So fighting back probably won’t work, and in the process it will get them injured and in trouble with schools and the law. But… isn’t meeting violence with violence just human nature? Of course, but what’s so great about this aspect of human nature? ‘Lord of the Flies’ is a scary book precisely because we KNOW we are seeing human nature portrayed. Without adult supervision and adult rules, childhood is savage. Kids deserve to be defended by mature authority. The ‘Law of the Jungle’ is for jungles and our school playgrounds shouldn’t be jungles. Our responsibility is to provide a decent society for our kids – bullying nearly always takes place when kids are outside of adult protection and care.

As I said, there no quick-fix solutions to bullies, but a scan of anti-bullying websites and experts working with bullied kids shows a solid consensus in opposition to fighting back. What these experts and sites do offer is a range of strategies to eliminate bullying culture in schools, to give resilience and skills to kids to deflect bullying. They have proven effectiveness, but they certainly don’t have the dramatic appeal of “…and so I punched him in the mouth and he never bothered me again!”

Ends


© Scoop Media

 
 
 
 
 
Culture Headlines | Health Headlines | Education Headlines

 
Ray Columbus: NZ Music Icon Passes Away

60s New Zealand music Icon Ray Columbus has passed away peacefully at his home north of Auckland... Ray Columbus enjoyed more than three decades at the top of NZ entertainment as a singer, songwriter, bandleader, music manager and TV star. More>>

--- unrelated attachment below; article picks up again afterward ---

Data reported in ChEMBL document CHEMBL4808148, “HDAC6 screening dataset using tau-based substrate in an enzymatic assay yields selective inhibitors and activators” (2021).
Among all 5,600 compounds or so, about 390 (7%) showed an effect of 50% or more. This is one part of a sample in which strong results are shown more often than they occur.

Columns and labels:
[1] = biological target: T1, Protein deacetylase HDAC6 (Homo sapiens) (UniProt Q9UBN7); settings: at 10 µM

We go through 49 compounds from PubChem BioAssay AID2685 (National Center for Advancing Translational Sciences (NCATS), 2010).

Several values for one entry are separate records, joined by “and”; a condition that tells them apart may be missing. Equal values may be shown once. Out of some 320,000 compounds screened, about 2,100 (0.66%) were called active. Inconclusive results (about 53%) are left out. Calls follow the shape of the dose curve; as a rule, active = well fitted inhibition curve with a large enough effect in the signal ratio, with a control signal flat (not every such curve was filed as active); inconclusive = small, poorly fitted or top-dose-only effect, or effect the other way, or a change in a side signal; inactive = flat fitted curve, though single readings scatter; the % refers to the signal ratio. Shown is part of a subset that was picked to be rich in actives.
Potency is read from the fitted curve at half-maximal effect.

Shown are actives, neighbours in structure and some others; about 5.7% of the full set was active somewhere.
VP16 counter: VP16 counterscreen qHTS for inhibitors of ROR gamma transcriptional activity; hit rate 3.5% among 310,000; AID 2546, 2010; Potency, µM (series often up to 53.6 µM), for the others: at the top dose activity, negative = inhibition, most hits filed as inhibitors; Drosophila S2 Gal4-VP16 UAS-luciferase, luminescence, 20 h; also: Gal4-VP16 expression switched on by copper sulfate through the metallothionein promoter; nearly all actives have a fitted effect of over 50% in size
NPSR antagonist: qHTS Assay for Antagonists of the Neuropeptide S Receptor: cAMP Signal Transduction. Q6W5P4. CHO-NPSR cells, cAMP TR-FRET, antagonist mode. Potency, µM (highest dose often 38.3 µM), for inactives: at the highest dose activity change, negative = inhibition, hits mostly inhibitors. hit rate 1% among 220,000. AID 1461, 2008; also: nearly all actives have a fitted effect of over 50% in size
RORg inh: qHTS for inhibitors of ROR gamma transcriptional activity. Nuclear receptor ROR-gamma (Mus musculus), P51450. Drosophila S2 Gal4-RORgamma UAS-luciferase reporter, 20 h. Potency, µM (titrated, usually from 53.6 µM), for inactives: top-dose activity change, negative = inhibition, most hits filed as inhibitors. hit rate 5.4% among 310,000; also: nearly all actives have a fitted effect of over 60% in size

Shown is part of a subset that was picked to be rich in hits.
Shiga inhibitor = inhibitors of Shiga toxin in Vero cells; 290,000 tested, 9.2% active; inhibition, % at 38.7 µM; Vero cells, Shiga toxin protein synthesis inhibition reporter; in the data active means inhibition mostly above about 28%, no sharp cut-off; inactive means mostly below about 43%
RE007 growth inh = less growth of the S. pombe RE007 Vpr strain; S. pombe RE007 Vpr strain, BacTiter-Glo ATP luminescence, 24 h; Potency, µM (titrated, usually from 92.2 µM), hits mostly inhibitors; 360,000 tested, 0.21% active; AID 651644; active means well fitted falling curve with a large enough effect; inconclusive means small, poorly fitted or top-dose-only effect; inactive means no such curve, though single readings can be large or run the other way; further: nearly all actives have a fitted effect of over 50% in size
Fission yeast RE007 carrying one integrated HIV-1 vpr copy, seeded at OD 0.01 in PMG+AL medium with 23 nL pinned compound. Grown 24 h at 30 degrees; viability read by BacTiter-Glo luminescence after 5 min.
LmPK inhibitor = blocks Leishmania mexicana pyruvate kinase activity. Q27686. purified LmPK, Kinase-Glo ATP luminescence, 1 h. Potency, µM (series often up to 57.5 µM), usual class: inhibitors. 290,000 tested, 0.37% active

Review: Bernard Herrmann's Scores For 'Vertigo' & 'Psycho'

Howard Davis: The NZSO's adventurousness was richly-rewarded, as the deeply appreciative Wellington audience was given the opportunity not only to see a couple of Alfred Hitchcock's greatest films, but also to hear fine renditions of two of Bernard Herrmann's most accomplished film scores. More>>

ALSO:

Gordon Campbell: On Leonard Cohen

If Bob Dylan owned the 1960s, Leonard Cohen was an inescapable presence during the early 1970s period, pre-disco and pre-punk. More>>

ALSO:

Scoop Review Of Books: Pick And Camera

Through the eyes of a miner – the photography of Joseph Divis: The occupations of miner and photographer are seldom combined. The conjunction must have been very rare indeed in the era before hand-held cameras, high-speed film and flashlights More>>


Howard Davis: Review - The Cosmic Dance Of 'String Theory'

Fly My Pretties sixth album is quite possibly their best yet - a concept album in the best sense, with superb arrangements, funky grooves, and some great vocalizing, all organized around the lyrical leitmotif of string theory. More>>

Non-Natural History: Dinosaur Eggs 'Discovered' At Auckland Gardens

Auckland Botanic Gardens plant curators have unearthed what are thought to be prehistoric dinosaur eggs in the Gondwana Forest section of the expansive garden in Manurewa... In fact, the “dinosaur eggs” are part of an innovative, larger-than-life dinosaur performance and display featuring a raptor, a crested therapod and a towering Tyrannosaurus Rex. More>>

For The Birds: Kōkako Crowned Bird Of The Year

The Kōkako has been crowned New Zealand's Bird of the Year after two weeks of close competition and heated campaigning. More>>

ALSO:

  • Greening the Red Zone - Bird of the year heats up: kōtare concedes, backs kea
  • Image Out-Link - Giselle Clarkson on Twitter
  • Get More From Scoop

     
     

    LATEST HEADLINES

     
     
     
     
    Culture
    Search Scoop  
     
     
    Powered by Vodafone
    NZ independent news